Deficiency in vitamin D is associated with increased autoimmunity as well as an increased susceptibility to infection and depression. Vitamin D can have a beneficial impact on all autoimmune diseases particularly multiple sclerosis (MS) and a lack of it can worsen these conditions. MS is a chronic, neurodegenerative disease of the nerves in the brain and spinal column, caused through a demyelization process. It a disease with few treatment options.

A lower maternal intake of vitamin D during pregnancy in women whose prospective child was at risk of developing autoimmune diabetes mellitus is associated with a statistically increased risk of the child developing pancreatic autoimmunity. Low vitamin D levels during pregnancy can also be responsible for autism developing in the unborn child.


Excessive sweating of the head can be a key symptom of rickets, a form of vitamin D3 deficiency that affects bone development in children.


It has been shown that low vitamin D levels are also associated with increased cardiovascular mortality. Maintaining a 25-hydroxy vitamin D blood level of 50 – 80 ng/mL can eliminate this risk.

 

Low levels of vitamin D can also increase the excretion of amino acids in the urine which can affect the maintenance of all body cells and hormone and neurotransmitter production.

 

Vitamin D regulates the concentration of minerals in the body which then helps to regulate fluid balance which, in turn, regulates the body temperature. Low vitamin D levels leads to fat accumulation which then lowers the metabolism and can cause  tiredness and chronic fatigue.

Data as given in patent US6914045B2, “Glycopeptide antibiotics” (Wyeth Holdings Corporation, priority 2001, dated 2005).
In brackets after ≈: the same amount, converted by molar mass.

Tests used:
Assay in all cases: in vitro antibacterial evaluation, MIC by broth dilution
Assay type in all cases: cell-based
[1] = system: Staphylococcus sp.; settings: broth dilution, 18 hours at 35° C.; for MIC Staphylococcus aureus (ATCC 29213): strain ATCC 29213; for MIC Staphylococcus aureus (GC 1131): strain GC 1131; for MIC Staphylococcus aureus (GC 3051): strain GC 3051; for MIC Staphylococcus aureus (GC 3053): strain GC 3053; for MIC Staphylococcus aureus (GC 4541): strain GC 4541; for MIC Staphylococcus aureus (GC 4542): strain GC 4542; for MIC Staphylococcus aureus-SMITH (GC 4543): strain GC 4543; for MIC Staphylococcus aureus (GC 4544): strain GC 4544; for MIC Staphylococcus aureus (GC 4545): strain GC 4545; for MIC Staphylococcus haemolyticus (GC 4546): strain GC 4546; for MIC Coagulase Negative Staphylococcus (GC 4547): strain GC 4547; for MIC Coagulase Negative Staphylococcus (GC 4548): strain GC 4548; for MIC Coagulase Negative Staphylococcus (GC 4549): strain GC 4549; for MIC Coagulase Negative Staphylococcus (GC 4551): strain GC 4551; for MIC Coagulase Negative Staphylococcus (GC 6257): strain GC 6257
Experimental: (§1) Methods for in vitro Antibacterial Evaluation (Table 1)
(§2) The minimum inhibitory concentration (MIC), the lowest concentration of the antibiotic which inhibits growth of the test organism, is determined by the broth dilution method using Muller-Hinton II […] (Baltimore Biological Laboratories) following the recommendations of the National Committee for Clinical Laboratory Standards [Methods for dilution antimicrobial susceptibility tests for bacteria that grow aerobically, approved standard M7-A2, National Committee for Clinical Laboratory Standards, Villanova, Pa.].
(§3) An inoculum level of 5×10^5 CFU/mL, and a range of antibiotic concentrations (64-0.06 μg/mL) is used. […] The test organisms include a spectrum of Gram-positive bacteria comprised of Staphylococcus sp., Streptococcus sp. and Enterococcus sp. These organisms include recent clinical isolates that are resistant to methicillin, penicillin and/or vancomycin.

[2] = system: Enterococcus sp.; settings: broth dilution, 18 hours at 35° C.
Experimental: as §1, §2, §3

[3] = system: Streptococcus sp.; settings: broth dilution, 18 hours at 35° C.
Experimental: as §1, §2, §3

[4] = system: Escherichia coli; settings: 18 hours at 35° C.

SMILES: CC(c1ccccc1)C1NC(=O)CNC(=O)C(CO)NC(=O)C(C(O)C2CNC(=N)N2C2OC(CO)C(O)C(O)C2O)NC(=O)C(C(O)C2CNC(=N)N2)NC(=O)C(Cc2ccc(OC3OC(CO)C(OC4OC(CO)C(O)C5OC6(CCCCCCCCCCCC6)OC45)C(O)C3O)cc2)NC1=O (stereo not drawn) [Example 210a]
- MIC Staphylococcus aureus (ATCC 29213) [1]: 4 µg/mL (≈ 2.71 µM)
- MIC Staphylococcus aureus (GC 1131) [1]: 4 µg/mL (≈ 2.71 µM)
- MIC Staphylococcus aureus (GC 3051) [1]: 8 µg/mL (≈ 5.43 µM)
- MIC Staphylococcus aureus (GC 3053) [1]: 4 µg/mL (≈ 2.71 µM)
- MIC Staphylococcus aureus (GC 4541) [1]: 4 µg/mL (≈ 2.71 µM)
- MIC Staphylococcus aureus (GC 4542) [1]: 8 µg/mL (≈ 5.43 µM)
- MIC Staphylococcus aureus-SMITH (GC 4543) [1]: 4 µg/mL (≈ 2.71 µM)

Vitamin D also acts as a natural antibiotic working against all types of microbes (bacteria, fungi, parasites and viruses). It has shown, in scientific studies, to be more affective at preventing influenza than vaccines and anti-viral medications. Vitamin D levels can easily become deficient, especially during the winter months, as the body only stores it for up to 60 days thus making an individual susceptible to infections from November to April. It is during this period that blood tests should be done, especially if an individual keeps getting infections, colds, coughs and influenza, and extra vitamin D rich foods should be consumed.

 

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A quarter of all toddlers in the UK are lacking vitamin D, according to new research. Despite a recommendation that all children under five should take vitamin D supplements, 74% of parents know nothing about the guidelines. And more than half of health professionals are also unaware of them.

 

Vitamin D deficiency is on the rise because people have become aware of the risks of skin cancer caused by exposure to the suns harmful rays and either use sunscreens or cover up and avoid the sun completely. Sunscreens with a sun protection factor (SPF) of 8 or more appear to block vitamin D-producing UV rays, although in practice people generally do not apply sufficient amounts, cover all sun-exposed skin or reapply sunscreen regularly. Therefore, skin likely synthesises some vitamin D even when it is protected by sunscreen as typically applied. Those with dark skin have less ability to produce vitamin D as over 90% of the sun rays cannot penetrate the skin This is also applicable to those that maintain a deep suntan over a period of time.
Ten to fifteen minutes of midday sunshine on bare skin can provide all the body needs. It is not the same as sunbathing; the skin simply needs to be exposed to sunlight a few days a week. UVB radiation does not penetrate glass, so exposure to sunshine indoors through a window does not produce vitamin D. Over exposure of the suns rays can be dangerous for the skin but no exposure at all can be equally detrimental to the health.

 

Ultraviolet B (UVB) rays in sunlight convert cholesterol in the skin into vitamin D. During the winter months (October-April) when it is too cold to expose the skin to the sun and in the northern hemisphere there is not enough UVB rays from the sun anyway, it is advisable to raise the weekly intake of vitamin D rich foods. Complete cloud cover reduces UV energy by 50%; shade (including that produced by severe pollution) reduces it by 60%.